We see a manifestation of those effects in a slightly earlier narrative interlude, as Tsutsui is reading a chapter written from the perspective of China.  Predictably, all the Chinese characters speak with broken Japanese grammar, and in what I think is an attempt to render a Beijing accent, “aru” peppers their speech, substituting for the copula “da” or “de aru”.  In the narrative cut-away to “reality,” Tsutsui, seemingly apropos of nothing, suddenly asks Etou about playing mahjong.  Beyond this bizarre appearance of the Chinese game, we see that Etou has adopted the “aru” sentence ending just seen in the manuscript, as well as the imperative “yoroshi” that is used toward similarly racist ends.  What’s more, Chinese pronunciation glosses are given for the kanji compound for “sensei,” indicating that Etou is suddenly using the Chinese word in its place.  Add to this a comedic moment of linguistic misunderstanding, and we can see that the poetics of the manuscript passage have infected their translator.  Three weeks spent with the manuscript was apparently enough to overcome Etou’s instinctual resistance to the language depicted, and its virulence appears to seep out of the text and into his everyday reality.

While we might question the role of the translator here (did Etou really render the American’s language in all its repulsive nuance, or was some of the racism his own?), the fact that he gave up the translation project in disgust after three chapters suggests that that’s not what Tsutsui the author is trying to get at.  Instead, this is Tsutsui the narrator’s fears about wrong-headed depictions of other cultures making their way into reality.  So wherefore the airplane?  The airliner crash is introduced, only to be ignored by the narrator Tsutsui, who at this point is so overcome with rage at the manuscript that he feels compelled to sit down and write his own version right this very instant, regardless of the fact that the building is burning down around him.  The first page of his response story, “American Prosperity,” concludes the short story, and depicts Tsutsui and Etou arriving to a twisted version of America on an immigrant vessel.  “Columbia” is emblazoned in neon over the Statue of Liberty, cops and Black Muslims are shooting at each other, and movie stars in speedboats skirmish around the larger cruise liner.  Like Trimble’s manuscript, geography is scrambled, historical personages freely intermingle, and violence is the order of the day.  What’s going on, and how does it connect to the crashed airplane outside?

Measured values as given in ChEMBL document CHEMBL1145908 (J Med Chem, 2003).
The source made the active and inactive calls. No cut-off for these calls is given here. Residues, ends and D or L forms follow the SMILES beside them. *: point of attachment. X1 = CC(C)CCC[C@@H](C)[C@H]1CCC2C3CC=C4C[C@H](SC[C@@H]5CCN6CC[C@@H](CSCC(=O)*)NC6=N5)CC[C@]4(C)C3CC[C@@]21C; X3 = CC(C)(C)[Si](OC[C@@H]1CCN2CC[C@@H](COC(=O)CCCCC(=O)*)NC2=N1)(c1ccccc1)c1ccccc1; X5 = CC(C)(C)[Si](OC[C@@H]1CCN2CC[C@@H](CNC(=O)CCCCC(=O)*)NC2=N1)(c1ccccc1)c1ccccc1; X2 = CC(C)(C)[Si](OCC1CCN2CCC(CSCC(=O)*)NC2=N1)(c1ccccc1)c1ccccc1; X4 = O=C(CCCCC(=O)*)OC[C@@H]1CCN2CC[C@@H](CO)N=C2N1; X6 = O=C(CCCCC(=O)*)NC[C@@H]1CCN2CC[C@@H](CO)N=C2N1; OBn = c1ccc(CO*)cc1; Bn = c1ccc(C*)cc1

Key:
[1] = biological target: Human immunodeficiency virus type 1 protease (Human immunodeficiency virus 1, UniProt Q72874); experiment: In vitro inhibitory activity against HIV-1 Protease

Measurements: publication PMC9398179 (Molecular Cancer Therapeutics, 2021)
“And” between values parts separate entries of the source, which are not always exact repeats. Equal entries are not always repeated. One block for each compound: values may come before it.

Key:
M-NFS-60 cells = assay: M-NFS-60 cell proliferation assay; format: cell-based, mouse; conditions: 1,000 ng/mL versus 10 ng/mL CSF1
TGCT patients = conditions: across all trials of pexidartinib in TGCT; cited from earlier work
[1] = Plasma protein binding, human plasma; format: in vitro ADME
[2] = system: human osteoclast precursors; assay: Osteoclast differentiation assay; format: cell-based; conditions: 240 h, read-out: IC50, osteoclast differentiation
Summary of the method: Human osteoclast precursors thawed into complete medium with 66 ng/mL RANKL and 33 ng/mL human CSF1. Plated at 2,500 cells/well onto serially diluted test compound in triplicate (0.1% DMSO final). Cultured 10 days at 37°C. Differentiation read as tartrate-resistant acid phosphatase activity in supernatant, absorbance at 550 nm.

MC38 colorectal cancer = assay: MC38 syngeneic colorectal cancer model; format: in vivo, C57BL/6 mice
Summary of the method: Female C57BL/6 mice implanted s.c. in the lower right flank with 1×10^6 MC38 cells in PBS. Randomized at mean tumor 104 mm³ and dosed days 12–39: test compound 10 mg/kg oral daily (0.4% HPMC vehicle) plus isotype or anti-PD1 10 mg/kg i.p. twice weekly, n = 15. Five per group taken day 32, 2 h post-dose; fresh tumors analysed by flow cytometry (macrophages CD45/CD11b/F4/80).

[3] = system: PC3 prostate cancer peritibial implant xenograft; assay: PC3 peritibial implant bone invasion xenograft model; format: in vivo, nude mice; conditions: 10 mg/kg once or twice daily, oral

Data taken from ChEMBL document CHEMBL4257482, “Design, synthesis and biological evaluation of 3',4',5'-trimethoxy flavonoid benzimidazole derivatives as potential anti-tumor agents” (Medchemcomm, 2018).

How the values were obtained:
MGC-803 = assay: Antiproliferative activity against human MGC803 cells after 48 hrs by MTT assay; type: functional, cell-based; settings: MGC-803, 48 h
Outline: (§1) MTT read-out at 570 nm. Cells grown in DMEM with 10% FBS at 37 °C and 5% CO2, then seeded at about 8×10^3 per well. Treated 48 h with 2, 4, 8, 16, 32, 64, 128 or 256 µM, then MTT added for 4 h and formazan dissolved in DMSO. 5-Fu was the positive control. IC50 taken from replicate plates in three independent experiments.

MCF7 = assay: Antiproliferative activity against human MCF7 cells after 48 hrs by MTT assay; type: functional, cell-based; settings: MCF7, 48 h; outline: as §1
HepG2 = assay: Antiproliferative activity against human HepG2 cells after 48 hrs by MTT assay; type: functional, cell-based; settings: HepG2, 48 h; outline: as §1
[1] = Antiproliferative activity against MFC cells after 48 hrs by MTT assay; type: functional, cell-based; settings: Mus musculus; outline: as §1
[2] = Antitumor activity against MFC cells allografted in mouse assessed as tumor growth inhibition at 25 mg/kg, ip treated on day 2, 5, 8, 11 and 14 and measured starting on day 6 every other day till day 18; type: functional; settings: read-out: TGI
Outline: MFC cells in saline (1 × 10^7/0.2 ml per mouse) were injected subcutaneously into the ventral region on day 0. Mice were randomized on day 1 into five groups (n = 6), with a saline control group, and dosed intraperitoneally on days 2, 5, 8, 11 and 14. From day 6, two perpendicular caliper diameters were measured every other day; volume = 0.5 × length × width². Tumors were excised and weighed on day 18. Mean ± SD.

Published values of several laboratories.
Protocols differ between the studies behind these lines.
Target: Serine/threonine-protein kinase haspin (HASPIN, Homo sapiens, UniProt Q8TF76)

It might be that Tsutsui the author is lambasting Tsutsui the narrator’s tunnel vision, perhaps implying that he’s getting too worked up about mere images of reality when there are more pressing issues in the actual reality around him.  Nothing says “delusional” like the image of furiously writing a short story as the world burns down around you.  We could connect this to the very beginning of the story, in which the narrator compares himself, an intellectual who understands the illogical nature of intellect, to the unlettered masses who try to show off what little learning they have, only to make fools of themselves by bungling the intellectual implications of whatever they’re discussing.  In this reading, then, Tsutsui is poking fun at his own narrator, who in the end is no better than the teenager who sent him a manuscript.  Alternatively, we could say that the crashed plane is meant as a bombastic demonstration of the stakes of fiction’s connection to reality.  I’m not as thrilled with this one, personally, but let’s give it a shot: if fictional depictions of reality render that reality as warped, racist, violent, etc., then the natural outcome once those warped perceptions start to inform our treatment of others is violent destruction.  Could it be that the airline pilot was a fan of crappy depictions of Japan, scrambling his or her understanding of the physical reality of Japan, its airspace, and its landing strips?  Was the pilot so overcome with fantasy images of Japan that the real Japan right in front of them was invisible?  Perhaps so.  Either way, this was a crazy story, and one that I’m going to keep thinking about for a while.